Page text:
Weak Global Outlook Forcing Rapid-Growth Markets to Trade With Each Other

Loose monetary policy and quantitative easing intended to stimulate growth in developed markets, has prompted exchange rate swings that in turn could affect export competitiveness in rapid-growth markets (RGMs), according to Ernst & Young’s quarterly Rapid-Growth Markets Forecast (RGMF).

 

Shifting valuations could have an impact on trade which is becoming increasingly important to the prosperity of nations. However, the early months of 2013 have seen RGMs start to recover after last year’s downturn with growth expected to accelerate from 4.7% in 2012 to 6% in 2014 reflecting a more stable backdrop.

 

Yet the fortunes for RGMs even within the same region are mixed.

 

In Asia while recovery in Korea has been patchy, Chinese growth is set to accelerate from 8.2% this year to 8.5% in 2014.

 

“There is relief all around as the global economic outlook appears to have improved compared to this time last year," says Alexis Karklins-Marchay, Ernst & Young’s Co-Leader of the Emerging Markets Center. "And as the world emerges from the financial crisis, it is more globalised than ever. International trade will drive world growth over the coming decade, and RGMs are set to play an ever more influential role.”

 

Carl Astorri, Ernst & Young’s Senior Economic Adviser to Rapid Growth Markets Forecast explains that although the RGMs have come through the worst of the crisis relatively unscathed concerns still remain.

 

"Accommodative policies introduced to accelerate growth in developed markets and to sustain it in rapid-growth markets may now need to be reigned in to prevent the RGMs competitiveness being damaged,” adds Astorri.

 

Among the BRIC economies, Russia’s exchange rate has moved roughly in line with the Euro, while China’s and India’s have responded to domestic factors (including intervention) rather than just appreciating in value as the Yen and Dollar fell.

 

Brazil, however, has been suffering from an uncompetitive currency for some years and has seen another bout of appreciation, prompting renewed accusations of currency wars.

 

Even with interest rates at a record low in Brazil, rates are still higher than in the majority of RGMs, attracting international investors seeking higher returns.

 

Asian RGMs are likely to be affected more by the recent weakness in the Yen, particularly if they have close trading links with Japan or if they compete with Japanese companies in export markets.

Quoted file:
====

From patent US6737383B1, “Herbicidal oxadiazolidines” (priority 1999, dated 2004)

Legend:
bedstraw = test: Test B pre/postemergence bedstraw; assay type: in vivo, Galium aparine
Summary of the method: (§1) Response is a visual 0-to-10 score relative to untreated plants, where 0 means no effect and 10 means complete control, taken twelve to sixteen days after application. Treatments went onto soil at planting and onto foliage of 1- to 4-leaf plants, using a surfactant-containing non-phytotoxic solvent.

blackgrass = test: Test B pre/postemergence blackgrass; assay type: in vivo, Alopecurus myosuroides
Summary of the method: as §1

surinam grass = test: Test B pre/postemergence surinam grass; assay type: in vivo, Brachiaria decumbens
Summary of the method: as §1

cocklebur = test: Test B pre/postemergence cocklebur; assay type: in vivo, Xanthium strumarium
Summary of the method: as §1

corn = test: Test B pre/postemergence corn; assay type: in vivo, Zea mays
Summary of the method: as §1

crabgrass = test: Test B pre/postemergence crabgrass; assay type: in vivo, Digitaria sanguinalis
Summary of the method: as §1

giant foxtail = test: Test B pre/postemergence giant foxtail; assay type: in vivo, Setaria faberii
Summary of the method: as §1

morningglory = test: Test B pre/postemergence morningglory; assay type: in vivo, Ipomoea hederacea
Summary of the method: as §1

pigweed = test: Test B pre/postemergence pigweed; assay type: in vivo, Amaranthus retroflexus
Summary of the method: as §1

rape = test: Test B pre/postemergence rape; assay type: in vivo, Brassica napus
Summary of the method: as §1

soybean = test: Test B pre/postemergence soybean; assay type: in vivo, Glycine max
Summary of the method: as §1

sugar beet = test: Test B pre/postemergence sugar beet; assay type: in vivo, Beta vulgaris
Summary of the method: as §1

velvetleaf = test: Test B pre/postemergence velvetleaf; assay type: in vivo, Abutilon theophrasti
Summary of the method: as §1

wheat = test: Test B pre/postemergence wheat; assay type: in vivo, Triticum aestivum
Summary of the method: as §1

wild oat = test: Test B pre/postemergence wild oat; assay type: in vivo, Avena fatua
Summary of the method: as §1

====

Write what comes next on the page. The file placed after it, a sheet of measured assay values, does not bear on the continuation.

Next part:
The Yen’s weakness has damaged competitiveness in several countries, particularly in South Korea and China.Intra-RGM trade spurring growth

 

Despite current concerns around competitiveness RGMs across the globe have learned to trade their way to growth.

 

Sluggish developed-world growth, and the growing weight of RGMs in the global economy, is spurring them to trade with each other. Today, exports from RGMs exceed 10% of world GDP – more than twice their share a decade ago. In another 20 years, their share will approach 20% – double that of advanced economies.

 

The advanced economies will also look increasingly to RGMs for growth. Eurozone exports to RGMs were worth US$895b in 2011, up from US$230b in 2000. And in 20 years time, they will have overtaken intra-Eurozone trade.

 

The machinery and transport equipment sector (which includes consumer electronics and durable goods, as well as industrial goods) will make the largest sector contribution to trade over the next 10 years.

 

Information and communications technology (ICT) equipment will account for most of the growth. This reflects both the anticipated in demand for consumption and investment goods from the RGMs, and the potential to fragment supply chain.

 

It is not only trade in goods that will grow rapidly over the next 10 years. By 2020 Europe will be exporting more services to emerging Asia than to North America. And exports of services from the US to Latin America will also expand quickly, reflecting strong growth and increasing economic diversification in Latin America.

 

“Banking, insurance and other financial services sectors in RGMs will grow as the economies mature and the middle classes expand, offering new opportunities for trade. Demand for more sophisticated financial services is already growing rapidly as wealth levels rise,” comments Karklins-Marchay.

 

 

Lower trade barriers to boost growth
Lower trade barriers will boost exports and, ultimately, growth particularly in Southeast Asia. The proliferation of regional trade agreements will enable the free movement of capital, services and people.

 

“Many governments in RGMs are negotiating away decades of trade barriers and market distortions in pursuit of larger markets, lower prices and entrepreneurial opportunity. At the same time, they are putting in place the infrastructure to help goods cross borders and reach, or arrive from, far-flung continents," says Karklins-Marchay.

 

Karklins-Marchay notes that it is the rising importance of RGM economies and their increasing commitment to trade, which will shape profound changes in patterns of world production and demand.

 

Meanwhile, Indonesia, Malaysia, Thailand and Vietnam continue to benefit from a mixture of resilient domestic demand and rising across Southeast Asia.

 

Asian commodity demand is benefiting Africa, especially oil producers Nigeria and Ghana. However, domestic activity in South Africa has weakened.

 

“The RGMs have had a good start to the year and this is expected to continue as downside risks to growth recede. RGM countries must now focus on making the most of the new trading opportunities that arise and will be best placed to secure strong and sustainable growth for the future,” says Karklins-Marchay.

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